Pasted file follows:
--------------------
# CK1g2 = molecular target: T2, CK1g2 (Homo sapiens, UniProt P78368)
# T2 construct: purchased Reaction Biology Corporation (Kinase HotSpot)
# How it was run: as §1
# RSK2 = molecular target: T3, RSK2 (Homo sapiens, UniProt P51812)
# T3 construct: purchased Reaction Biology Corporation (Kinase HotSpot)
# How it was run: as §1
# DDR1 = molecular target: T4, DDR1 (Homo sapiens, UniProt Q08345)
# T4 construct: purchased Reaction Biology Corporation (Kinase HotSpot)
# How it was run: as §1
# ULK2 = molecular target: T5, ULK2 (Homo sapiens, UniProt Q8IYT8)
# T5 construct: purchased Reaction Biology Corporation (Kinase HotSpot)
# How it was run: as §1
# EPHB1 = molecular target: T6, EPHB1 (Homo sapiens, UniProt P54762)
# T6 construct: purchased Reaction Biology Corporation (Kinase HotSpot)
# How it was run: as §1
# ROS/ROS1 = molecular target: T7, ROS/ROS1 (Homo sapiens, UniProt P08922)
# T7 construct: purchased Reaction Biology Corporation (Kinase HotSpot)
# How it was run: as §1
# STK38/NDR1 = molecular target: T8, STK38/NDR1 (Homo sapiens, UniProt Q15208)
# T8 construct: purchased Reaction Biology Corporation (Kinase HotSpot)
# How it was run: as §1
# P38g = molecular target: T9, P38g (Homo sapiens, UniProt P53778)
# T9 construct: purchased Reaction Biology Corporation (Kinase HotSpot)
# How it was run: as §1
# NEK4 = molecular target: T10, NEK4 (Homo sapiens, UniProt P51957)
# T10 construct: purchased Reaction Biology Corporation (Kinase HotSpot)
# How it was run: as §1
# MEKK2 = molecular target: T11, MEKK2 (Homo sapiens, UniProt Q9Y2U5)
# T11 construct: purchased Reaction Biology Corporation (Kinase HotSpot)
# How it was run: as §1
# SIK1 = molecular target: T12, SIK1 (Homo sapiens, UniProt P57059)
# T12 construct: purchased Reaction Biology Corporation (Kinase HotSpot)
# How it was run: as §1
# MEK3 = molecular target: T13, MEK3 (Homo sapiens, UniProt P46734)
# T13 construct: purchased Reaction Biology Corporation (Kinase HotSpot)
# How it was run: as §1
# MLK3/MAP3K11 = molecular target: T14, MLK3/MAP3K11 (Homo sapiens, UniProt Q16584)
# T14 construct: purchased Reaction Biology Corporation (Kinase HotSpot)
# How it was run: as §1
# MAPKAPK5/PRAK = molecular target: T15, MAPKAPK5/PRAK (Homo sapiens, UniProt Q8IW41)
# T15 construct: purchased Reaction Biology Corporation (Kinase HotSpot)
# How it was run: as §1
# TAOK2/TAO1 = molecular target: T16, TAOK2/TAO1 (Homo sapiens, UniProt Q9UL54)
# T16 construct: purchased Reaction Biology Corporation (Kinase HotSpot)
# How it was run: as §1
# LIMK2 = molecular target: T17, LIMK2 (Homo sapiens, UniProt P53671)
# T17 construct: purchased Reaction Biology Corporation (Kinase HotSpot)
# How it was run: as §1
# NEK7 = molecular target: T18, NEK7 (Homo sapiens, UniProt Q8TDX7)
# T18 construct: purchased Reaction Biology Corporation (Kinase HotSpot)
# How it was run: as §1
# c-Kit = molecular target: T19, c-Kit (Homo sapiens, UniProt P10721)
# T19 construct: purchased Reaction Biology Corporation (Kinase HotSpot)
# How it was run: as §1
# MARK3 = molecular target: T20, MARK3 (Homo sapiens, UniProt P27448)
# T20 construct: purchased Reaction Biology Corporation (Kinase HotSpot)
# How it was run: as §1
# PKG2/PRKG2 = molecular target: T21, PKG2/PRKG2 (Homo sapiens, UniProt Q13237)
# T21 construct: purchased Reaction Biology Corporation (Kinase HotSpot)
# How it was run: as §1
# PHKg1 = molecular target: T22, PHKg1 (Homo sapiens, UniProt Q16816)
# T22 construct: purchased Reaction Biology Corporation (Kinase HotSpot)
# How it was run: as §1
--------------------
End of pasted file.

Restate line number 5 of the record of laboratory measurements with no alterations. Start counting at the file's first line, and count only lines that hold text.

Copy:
# T3 construct: purchased Reaction Biology Corporation (Kinase HotSpot)